The Neolithic Settlement of Khirokitia In Cyprus - Folk Arts Program



On March 8, 2013, CYPRECO of America, Inc., revived the history and culture of the Neolithic settlement of Khirokitia, one of the most important pre-historic sites of Cyprus and of the eastern Mediterranean during a screening of an original documentary by filmmaker Elena Maroulleti at the Stathakion Cultural Center in Astoria, NY.  This event was part of CYPRECO's ongoing folk art series which highlight during each new production different aspects of the rich heritage, folklore, culture and history of Cyprus the successful event was attended by Greek and Greek Cypriot Americans and members of the general audience of all ages, including dignitaries and representatives from the Greek and Cypriot governments.

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Cypreco Khirokitia Kamilaris ElenaPhoto by: ETA PressA special note to the program was added with a performance of traditional Cypriot dances and songs by the youth division of the Lampousa Cyprus Association. Organizers welcomed and thanked the participating children whose ages range from 5 to 12 years old and who travelled to New York from Bergenfield New Jersey to participate in the event. Their performance was indeed well-received and much appreciated by all in attendance who rewarded them with non-stop applause. The youth division of Lampousa, is part of the association’s mission of educating the younger generations about the culture, history and folklore of Cyprus so that they can and continue the association’s mission when they grow up, explained Mr. Stavros Kamilaris, President of Lampousa, Mr. Kamilaris also thanked the group’s teacher Ms. Eliana Antoniou for her volunteer work, the participating children and CYPRECO for the invitation. Referring to the featured documentary dedicated to Khirotikia, Mr. Kamilaris congratulated the organizers and praised them for their ongoing commitment of producing such unique programs which promote Cyprus and the island’s rich cultural inheritance.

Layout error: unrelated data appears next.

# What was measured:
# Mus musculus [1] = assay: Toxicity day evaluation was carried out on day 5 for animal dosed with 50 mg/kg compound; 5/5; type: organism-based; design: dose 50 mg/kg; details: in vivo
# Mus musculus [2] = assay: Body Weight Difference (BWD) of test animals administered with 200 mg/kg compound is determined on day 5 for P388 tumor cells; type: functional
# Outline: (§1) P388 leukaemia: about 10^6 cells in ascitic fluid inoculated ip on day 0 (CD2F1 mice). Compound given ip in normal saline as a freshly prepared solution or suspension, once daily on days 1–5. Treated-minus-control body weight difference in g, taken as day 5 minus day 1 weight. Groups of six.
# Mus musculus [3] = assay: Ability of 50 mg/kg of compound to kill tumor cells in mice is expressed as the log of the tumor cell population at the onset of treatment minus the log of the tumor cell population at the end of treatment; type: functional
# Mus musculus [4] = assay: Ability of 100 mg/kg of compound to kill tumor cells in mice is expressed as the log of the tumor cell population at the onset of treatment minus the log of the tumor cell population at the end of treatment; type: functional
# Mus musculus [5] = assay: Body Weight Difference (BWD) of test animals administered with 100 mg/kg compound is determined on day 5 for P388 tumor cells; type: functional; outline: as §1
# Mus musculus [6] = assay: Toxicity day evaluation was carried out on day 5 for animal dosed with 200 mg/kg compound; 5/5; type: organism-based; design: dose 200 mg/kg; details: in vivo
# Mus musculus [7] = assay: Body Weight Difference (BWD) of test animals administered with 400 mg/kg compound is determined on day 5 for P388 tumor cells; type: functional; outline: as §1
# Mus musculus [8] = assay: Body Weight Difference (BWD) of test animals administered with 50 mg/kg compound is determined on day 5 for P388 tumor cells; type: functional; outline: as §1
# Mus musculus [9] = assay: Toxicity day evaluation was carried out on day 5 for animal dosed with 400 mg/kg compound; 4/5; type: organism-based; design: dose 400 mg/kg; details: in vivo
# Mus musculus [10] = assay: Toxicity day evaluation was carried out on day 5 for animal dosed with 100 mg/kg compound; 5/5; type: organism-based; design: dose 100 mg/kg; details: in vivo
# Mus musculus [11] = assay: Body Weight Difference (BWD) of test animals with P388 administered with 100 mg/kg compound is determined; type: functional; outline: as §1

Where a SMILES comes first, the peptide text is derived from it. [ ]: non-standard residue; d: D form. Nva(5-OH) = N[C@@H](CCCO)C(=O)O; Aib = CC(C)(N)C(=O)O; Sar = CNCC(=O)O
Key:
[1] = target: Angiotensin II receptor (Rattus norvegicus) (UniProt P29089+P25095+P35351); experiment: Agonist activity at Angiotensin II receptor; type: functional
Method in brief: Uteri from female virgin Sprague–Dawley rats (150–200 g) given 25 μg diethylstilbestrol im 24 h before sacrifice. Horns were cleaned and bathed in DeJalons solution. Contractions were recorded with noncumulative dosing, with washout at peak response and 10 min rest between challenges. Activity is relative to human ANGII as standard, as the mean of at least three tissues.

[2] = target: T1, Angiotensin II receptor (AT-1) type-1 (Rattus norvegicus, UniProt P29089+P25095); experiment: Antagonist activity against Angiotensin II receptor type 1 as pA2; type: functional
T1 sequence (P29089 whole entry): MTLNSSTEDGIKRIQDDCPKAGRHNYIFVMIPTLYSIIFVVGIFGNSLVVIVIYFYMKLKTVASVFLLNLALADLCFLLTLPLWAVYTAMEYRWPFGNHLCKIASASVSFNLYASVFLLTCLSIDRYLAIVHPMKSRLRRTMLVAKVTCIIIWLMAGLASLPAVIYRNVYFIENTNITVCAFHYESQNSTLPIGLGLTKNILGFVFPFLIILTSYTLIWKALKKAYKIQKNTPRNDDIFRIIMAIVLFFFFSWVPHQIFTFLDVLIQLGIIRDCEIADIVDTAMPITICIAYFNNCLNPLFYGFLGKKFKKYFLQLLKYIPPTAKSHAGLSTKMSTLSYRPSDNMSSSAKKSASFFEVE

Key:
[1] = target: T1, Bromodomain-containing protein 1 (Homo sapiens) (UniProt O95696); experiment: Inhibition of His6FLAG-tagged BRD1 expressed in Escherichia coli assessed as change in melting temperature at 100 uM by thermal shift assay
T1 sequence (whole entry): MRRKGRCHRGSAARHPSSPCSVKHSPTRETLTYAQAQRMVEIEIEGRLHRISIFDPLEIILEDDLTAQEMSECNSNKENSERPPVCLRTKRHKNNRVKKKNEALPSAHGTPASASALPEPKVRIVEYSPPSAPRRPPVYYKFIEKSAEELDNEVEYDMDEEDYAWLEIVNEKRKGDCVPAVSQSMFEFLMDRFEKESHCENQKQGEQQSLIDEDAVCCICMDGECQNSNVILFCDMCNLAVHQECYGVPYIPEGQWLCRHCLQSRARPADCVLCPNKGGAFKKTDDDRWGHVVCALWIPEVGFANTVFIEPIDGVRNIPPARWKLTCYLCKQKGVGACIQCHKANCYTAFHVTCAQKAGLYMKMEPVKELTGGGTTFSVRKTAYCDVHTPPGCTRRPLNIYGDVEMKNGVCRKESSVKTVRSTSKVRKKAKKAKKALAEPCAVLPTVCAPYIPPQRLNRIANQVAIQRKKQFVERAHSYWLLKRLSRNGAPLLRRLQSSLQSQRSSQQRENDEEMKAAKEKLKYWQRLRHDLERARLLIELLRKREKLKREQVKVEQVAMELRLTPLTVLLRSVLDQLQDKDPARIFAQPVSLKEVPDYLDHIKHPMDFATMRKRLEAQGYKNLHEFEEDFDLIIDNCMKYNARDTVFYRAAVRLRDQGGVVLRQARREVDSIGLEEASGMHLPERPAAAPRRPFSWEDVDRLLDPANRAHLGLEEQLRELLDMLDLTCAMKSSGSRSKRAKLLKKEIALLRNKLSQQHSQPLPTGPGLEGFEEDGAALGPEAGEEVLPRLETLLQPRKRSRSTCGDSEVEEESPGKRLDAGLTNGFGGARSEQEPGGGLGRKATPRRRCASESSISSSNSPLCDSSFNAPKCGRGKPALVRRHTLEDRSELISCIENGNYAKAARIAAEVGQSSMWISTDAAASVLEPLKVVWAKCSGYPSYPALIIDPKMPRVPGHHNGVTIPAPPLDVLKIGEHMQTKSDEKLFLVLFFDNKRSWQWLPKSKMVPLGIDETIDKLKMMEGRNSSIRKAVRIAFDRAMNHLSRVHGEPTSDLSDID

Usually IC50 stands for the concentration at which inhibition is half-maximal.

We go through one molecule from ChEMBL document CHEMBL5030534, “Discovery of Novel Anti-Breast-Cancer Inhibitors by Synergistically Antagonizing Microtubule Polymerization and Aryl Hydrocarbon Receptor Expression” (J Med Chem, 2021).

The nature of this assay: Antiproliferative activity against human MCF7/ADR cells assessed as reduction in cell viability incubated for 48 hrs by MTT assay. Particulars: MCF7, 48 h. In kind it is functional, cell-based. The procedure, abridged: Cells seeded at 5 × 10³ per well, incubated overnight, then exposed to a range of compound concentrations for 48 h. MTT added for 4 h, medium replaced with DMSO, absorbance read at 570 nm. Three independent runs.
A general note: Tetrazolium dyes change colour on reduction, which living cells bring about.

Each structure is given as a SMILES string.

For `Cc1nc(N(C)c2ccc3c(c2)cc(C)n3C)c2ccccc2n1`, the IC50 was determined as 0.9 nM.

Another highlight during the event was the attendance of a family who comes from Khirokitia among them Mr. Louis Andreou who after the screening expressed his thoughts about the documentary. Very moved Mr. Andreou shared his childhood memories growing up in such close proximity to the ancient site including his memories from the first excavations that took place. Thanking and congratulating the filmmaker for this production and presentation, he stressed that the documentary truly highlights the importance of this pre-historic site and enriches our knowledge about the history of Khirokitia. He further stressed that although he comes from Khirokitia he was not very familiar with the historical facts surrounding the ancient site. The screening of the film he noted helped him appreciate even more his village and his rich inheritance. 


Cypreco Khirokitia Consul ElenaPhoto by: ETA PressCongratulations were also extended to the organizers by the Consul of Greece to New York Mr. Evangelos Kyriakopoulos who also stressed that it was an exceptional pleasure for him to participate to yet another successful event by CYPRECO. Mr. Kyriakopoulos noted that he had the opportunity to visit Khirokitia. The film he said film revived unique memories but also enriched further his knowledge about the historical importance of this pre-historic site. Ms. Kyriakopoulos also congratulated the filmmaker and producer of the documentary for her true commitment to promoting Cyprus and rich history and culture.